Ištiqāq is a method of coining equivalents of foreign vocabulary using Arabic roots. The opponents of this method claim, that overusing Arabic words to explain foreign phenomena may lead to confusion. Examples of ištiqāq are words such as: بريد إلكتروني /barīd ‘iliktrūnī/ meaning e-mail, رافعة الأثقال /rāfiˁat al-aṯqāl/ as elevator or هاتف /hātif/ meaning telephone.

sobota, 16 kwietnia 2016

Secrets Of Success
Have you ever wondered how to achieve success? I bet you did and so did I. Since I suffer from a lack of motivation from time to time, I decided to find a guide that would help me recharge my depleted incentive. Is there any better motivation than achieving success? I think not. Let Richard St. John enlighten you how to do it.
Firstly, it's all about the passion. Whatever you do, do it for love and not for money. If you do it for love, money comes anyway. Another story is that loving what you do is not enough. You still need to work hard because hard work always pays off. In other words, practice, practice and practice... Just don't forget to have fun at the same time! Needless to say that you have to try your best to be great at whatever you decide to do in your life in order to achieve success. It's also advisable to focus on just one thing. Rejecting shyness and self-doubt is a must, though. Just believe in yourself! Lastly, surround yourself with people who are going to support you. At a pinch, enjoy watching the video:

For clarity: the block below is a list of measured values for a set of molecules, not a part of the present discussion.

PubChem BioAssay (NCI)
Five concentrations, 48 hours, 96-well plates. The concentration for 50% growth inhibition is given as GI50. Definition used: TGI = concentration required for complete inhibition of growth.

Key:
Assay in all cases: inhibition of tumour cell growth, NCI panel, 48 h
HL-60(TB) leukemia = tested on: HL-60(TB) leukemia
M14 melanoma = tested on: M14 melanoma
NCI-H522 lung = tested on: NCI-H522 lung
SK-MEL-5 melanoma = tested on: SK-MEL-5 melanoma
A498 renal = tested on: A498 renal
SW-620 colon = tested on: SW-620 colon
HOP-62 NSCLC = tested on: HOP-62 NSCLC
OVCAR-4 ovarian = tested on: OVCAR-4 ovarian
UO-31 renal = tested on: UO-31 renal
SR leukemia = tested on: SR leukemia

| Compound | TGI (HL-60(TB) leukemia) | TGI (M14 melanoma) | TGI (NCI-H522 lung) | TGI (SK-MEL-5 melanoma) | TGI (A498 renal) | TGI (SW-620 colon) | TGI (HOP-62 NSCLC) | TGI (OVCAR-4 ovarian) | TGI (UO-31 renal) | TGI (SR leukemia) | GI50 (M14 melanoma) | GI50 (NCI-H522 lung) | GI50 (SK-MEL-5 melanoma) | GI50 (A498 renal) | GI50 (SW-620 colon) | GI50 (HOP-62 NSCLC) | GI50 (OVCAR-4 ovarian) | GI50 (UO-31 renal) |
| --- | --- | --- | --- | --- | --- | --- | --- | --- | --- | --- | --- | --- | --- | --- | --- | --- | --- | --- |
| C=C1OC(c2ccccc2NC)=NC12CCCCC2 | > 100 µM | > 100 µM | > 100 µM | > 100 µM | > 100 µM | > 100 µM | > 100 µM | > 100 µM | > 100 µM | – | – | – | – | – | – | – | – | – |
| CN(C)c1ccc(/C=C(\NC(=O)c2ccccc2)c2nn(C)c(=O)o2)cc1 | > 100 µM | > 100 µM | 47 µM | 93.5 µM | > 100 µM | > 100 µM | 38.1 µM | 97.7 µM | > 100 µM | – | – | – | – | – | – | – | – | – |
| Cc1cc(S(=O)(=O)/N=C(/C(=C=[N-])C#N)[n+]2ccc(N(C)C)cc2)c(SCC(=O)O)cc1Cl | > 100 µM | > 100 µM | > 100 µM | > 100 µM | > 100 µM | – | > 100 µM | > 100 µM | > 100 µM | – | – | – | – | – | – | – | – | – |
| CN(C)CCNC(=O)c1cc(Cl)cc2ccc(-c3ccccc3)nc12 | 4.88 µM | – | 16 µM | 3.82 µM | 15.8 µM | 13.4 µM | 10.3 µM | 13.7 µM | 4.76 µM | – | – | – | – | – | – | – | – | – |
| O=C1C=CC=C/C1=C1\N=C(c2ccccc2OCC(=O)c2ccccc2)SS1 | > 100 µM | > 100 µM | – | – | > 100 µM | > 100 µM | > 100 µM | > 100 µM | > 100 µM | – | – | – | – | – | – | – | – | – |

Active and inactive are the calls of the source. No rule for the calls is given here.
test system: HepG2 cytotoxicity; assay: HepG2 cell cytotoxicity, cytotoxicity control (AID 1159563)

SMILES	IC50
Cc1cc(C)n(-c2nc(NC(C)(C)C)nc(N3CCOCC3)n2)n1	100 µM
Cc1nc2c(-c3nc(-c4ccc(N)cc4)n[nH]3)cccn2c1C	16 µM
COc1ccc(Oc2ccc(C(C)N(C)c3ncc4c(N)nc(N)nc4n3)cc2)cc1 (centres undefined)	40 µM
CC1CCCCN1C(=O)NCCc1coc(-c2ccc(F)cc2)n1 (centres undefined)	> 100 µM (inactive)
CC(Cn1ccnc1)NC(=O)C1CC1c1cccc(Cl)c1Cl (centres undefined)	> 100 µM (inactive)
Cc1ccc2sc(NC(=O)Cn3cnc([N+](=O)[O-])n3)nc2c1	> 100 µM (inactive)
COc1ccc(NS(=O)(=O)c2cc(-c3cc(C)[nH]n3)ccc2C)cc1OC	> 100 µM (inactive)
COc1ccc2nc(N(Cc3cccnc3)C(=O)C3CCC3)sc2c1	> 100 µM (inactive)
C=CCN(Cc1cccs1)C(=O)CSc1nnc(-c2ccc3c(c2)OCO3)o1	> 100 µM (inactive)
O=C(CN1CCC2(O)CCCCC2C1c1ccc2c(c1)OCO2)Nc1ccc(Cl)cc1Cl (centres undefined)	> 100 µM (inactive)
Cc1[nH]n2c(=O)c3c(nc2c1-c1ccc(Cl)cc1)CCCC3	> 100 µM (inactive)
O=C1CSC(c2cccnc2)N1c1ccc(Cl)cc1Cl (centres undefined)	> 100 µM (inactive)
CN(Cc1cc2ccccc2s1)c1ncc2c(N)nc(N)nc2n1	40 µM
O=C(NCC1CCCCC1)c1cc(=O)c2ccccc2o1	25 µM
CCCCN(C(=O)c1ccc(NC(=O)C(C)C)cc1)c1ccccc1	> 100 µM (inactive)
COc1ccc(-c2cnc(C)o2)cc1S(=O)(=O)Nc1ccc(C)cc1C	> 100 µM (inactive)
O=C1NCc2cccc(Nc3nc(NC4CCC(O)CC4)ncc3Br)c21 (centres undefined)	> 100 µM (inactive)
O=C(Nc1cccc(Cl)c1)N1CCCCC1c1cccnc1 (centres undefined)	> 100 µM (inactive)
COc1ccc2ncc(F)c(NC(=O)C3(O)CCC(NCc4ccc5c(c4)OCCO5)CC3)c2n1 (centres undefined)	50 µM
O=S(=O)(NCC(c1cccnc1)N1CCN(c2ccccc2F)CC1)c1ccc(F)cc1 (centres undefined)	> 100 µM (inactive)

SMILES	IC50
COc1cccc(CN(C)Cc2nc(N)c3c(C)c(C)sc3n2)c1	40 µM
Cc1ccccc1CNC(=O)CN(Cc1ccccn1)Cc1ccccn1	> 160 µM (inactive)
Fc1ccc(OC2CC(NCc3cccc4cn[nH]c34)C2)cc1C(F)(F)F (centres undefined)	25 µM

Make people want to listen to you